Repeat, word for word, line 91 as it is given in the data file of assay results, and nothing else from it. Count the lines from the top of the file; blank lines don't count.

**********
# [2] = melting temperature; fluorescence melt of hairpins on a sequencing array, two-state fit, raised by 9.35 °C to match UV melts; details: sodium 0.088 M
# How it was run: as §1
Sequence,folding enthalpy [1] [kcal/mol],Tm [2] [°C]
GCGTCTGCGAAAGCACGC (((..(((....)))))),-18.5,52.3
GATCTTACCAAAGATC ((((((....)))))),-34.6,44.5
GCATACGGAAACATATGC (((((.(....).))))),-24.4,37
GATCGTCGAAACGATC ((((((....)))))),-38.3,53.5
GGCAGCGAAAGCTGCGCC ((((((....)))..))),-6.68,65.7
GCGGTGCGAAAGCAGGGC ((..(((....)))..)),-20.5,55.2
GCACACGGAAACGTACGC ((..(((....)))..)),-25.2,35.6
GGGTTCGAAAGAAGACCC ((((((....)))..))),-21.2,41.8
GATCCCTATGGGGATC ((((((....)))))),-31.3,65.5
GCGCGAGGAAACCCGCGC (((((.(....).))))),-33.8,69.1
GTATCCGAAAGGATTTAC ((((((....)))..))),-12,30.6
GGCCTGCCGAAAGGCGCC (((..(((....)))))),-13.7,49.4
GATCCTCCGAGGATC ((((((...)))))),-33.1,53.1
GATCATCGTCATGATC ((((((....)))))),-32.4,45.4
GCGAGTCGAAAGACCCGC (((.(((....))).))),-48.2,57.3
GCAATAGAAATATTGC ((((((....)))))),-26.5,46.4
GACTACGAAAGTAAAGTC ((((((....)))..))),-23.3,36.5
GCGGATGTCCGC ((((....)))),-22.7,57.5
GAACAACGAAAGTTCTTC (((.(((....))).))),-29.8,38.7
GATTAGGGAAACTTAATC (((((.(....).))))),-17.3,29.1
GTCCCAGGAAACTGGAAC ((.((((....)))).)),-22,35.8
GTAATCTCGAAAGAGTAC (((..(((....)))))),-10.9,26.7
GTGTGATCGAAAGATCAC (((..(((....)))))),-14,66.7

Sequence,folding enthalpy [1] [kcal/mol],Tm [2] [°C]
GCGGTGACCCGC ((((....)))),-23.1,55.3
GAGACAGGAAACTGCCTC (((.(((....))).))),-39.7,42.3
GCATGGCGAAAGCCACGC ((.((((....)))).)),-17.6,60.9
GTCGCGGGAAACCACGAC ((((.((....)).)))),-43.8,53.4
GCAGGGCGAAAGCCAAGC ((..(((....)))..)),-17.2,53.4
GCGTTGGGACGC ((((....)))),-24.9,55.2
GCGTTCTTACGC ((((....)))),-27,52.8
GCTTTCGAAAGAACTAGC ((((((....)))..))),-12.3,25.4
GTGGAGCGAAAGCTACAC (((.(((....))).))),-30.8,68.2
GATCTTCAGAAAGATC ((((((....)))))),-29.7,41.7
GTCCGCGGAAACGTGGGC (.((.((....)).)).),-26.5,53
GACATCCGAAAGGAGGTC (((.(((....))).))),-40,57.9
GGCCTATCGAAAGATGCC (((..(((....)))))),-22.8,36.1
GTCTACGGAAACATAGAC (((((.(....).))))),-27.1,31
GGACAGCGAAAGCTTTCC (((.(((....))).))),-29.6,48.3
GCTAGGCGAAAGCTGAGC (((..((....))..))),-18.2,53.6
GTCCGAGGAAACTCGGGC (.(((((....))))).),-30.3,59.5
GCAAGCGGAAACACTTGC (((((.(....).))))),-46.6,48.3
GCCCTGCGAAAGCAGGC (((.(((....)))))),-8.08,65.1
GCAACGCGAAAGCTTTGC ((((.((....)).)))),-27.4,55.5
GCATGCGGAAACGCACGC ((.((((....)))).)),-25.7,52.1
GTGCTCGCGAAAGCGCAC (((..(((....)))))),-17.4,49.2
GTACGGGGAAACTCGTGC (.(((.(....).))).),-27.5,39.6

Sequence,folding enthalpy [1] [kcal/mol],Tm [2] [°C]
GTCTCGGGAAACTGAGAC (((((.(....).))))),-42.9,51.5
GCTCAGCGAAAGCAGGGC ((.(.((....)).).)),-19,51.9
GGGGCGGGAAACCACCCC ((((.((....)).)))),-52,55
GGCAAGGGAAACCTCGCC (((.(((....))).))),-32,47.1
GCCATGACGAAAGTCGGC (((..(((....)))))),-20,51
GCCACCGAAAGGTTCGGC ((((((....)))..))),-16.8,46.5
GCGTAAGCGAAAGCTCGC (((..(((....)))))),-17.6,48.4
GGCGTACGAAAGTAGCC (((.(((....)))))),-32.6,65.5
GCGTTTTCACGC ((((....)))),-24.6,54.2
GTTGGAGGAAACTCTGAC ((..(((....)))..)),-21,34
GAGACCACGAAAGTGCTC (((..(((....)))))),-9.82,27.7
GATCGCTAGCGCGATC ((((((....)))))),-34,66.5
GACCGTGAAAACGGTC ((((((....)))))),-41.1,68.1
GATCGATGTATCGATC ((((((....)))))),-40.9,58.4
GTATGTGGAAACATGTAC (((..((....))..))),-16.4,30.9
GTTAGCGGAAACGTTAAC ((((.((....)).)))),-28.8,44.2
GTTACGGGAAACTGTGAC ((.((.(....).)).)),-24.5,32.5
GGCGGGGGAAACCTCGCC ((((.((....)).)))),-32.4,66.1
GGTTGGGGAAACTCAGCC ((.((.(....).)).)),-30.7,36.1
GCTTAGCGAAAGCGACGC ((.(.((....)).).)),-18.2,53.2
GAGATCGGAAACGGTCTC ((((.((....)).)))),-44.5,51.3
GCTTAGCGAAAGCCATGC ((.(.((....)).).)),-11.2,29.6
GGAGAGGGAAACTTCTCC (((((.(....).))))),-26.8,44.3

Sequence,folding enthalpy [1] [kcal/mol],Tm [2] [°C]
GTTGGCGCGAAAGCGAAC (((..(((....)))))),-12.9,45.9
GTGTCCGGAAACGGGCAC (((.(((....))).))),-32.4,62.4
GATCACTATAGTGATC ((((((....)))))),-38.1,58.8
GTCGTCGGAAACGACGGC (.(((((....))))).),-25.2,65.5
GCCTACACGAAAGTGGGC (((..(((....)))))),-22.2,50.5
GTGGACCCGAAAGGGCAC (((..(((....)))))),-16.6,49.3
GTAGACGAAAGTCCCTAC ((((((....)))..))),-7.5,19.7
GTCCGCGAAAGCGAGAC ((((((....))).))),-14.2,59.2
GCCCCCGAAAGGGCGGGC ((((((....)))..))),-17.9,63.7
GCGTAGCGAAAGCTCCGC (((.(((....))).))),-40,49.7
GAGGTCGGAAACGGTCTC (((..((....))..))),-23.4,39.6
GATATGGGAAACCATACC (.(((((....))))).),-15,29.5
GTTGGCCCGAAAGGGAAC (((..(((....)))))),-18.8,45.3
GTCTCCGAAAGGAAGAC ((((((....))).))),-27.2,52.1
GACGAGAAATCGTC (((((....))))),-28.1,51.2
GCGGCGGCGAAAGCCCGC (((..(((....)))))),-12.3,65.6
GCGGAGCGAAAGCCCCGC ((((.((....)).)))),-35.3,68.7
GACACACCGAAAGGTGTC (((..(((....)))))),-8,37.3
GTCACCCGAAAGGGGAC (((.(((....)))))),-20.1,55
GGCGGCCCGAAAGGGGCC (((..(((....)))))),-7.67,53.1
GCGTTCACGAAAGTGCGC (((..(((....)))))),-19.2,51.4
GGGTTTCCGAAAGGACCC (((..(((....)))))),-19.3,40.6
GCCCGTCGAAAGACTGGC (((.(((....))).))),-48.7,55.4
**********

GCGGCGGCGAAAGCCCGC (((..(((....)))))),-12.3,65.6